Carbohydrates are one of the best sources of fuel for your body. The trick is getting the right carbs, as well as having the proper portion for your fitness goals. The average diet should consist of about 40% carbs, and would be adjusted based on the goal of gaining weight or losing weight.
Well fruits, vegetables, and whole grains should be your main sources of healthy carbs. Try to stay away from high starch foods such as white bread and white rice.
I would never recommend cutting carbs completely out of your diet. I find carbs will actually help burn fat by properly keeping you fueled.
I myself eat about 65% carbs! You just have to find the right balance for you.
Don’t do it because your friends or significant other tells you to change. Doing it for others will only lead to feeling miserable. If others are criticizing how you look or how fit you are, then they are not people you really need in your life. Be happy with who you are and make those changes because you want to.
You get one shot at life, so make it the best life you can.
While it is true that fat is higher in calories than carbs and protein, it is also true that fat has many benefits, such as twice the energy of carbs and protein. These “Good Fats” insulate the body against temperature extremes, protect your body against shock, and maintains cell membranes.
So how are you going to take in more healthy fats?
Also, depending on the type of fat you eat, you may be protecting your heart.
Most of the clients I work with weight lift. But for me I have fallen in love with calisthenics.
I have done plenty of weight lifting in the past, and yes it is a challenge, but I found training with bodyweight to be even more challenging. The change for me was heavily influenced by trainers like Tony Horton, Shaun T, Frank Medrano, and Al Kavadlo.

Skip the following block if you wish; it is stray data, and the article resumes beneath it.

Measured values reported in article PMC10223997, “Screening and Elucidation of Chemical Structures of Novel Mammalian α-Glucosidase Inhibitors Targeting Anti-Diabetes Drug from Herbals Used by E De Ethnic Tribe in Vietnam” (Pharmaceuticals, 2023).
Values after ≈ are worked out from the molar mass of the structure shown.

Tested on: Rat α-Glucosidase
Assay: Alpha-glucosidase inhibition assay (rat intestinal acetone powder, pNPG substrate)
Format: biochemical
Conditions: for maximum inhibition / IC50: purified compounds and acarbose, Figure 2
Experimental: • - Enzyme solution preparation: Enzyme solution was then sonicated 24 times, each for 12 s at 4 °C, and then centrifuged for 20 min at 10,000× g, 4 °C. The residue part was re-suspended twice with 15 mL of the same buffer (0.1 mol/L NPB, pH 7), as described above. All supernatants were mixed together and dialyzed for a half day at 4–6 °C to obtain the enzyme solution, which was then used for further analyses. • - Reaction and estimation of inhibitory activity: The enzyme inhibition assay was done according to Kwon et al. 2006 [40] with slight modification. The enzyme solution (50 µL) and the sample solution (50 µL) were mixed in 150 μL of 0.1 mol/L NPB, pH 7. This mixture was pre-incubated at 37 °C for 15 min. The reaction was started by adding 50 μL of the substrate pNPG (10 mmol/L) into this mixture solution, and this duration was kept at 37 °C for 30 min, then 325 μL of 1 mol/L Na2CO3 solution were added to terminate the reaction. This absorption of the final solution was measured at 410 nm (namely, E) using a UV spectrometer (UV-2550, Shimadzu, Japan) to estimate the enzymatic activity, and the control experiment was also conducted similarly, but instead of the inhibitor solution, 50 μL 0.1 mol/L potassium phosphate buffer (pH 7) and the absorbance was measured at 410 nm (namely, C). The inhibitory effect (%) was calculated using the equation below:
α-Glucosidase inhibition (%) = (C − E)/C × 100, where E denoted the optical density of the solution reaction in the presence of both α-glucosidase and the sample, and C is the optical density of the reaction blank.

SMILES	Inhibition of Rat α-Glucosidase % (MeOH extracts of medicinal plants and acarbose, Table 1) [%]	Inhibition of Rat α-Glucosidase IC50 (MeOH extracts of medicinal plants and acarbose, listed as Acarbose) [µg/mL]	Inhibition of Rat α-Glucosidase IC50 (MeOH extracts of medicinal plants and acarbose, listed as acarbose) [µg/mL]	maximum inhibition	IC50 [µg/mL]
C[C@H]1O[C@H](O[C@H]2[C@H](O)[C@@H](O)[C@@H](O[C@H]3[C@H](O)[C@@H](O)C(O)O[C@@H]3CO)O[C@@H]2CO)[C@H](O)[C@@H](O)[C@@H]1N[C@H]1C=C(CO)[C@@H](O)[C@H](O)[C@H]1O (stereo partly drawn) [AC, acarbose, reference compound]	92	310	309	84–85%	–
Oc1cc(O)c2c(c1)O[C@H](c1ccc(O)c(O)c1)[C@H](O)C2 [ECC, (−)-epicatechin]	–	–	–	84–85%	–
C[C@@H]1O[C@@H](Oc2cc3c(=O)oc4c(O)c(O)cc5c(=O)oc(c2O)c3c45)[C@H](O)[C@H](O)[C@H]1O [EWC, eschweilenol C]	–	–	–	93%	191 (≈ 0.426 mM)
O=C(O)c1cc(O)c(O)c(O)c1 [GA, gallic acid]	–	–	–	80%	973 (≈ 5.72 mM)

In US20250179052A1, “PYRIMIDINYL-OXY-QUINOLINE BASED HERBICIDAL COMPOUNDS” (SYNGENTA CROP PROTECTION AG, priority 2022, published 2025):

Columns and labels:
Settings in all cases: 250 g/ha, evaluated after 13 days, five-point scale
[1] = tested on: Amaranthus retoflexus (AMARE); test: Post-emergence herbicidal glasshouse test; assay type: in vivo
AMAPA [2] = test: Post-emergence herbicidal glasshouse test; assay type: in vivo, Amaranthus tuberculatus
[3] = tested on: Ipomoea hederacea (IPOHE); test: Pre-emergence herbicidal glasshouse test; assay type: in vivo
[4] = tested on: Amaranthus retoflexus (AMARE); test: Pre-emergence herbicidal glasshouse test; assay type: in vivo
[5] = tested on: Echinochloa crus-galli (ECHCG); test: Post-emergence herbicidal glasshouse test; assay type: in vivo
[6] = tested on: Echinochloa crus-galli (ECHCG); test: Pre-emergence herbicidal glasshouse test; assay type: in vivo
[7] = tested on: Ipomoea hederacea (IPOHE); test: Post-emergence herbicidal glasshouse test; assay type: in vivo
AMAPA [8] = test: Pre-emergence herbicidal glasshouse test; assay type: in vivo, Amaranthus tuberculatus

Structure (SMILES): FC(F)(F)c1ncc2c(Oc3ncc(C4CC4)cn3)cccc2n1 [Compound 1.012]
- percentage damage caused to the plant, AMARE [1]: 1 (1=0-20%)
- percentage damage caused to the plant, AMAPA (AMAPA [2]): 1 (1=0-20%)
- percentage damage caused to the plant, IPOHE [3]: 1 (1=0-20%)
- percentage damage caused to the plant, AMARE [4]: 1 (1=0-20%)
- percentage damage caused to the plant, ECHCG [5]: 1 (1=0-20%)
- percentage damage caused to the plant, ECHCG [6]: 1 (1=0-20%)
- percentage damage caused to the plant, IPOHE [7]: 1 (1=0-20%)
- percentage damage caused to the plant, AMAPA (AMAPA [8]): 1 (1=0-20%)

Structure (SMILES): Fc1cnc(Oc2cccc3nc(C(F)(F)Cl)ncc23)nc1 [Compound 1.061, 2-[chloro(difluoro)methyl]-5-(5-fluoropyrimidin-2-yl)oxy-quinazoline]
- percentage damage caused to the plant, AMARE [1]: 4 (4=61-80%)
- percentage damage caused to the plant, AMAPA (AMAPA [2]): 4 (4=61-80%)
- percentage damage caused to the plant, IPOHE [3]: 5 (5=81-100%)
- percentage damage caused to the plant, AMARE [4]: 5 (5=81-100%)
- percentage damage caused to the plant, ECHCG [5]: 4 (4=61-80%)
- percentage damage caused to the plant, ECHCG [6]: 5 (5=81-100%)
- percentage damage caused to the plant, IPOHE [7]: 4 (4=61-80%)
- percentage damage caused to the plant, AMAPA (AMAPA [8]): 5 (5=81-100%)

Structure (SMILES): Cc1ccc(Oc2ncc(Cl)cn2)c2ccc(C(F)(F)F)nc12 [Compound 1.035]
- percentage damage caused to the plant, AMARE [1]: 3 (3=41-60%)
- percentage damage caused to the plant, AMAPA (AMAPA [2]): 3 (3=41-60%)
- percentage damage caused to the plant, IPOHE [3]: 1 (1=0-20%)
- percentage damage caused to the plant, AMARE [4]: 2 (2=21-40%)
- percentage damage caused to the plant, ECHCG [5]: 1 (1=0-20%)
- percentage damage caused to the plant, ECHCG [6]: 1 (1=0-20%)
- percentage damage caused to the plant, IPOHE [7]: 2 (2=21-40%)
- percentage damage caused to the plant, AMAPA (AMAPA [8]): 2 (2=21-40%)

My first big question was and it is one I get from client:
“How can you put on muscle when you don’t lift weights?”.
The answer was incredibly simple: Your body is a weight!
Pushups for example, not everyone can do them with proper form. It takes core stability and a lot of chest strength. Want to get a bigger chest? Change the tempo of the pushups.
Then there is the infamous pull up. You are now lifting almost your entire bodyweight, and honestly, most people can’t do them. But pull ups can be done if you train for them. When I started, I couldn’t do even one. Seriously, check out my fitness journey.
I would have to say my most favorite thing about callisthenic training is: You can do it anywhere!
The world becomes your gym. Pushups in the living room, pull ups on a tree or play ground, and squats until you walk funny.
I’m in no way saying you have to give up weights, just don’t discount your body as a weight.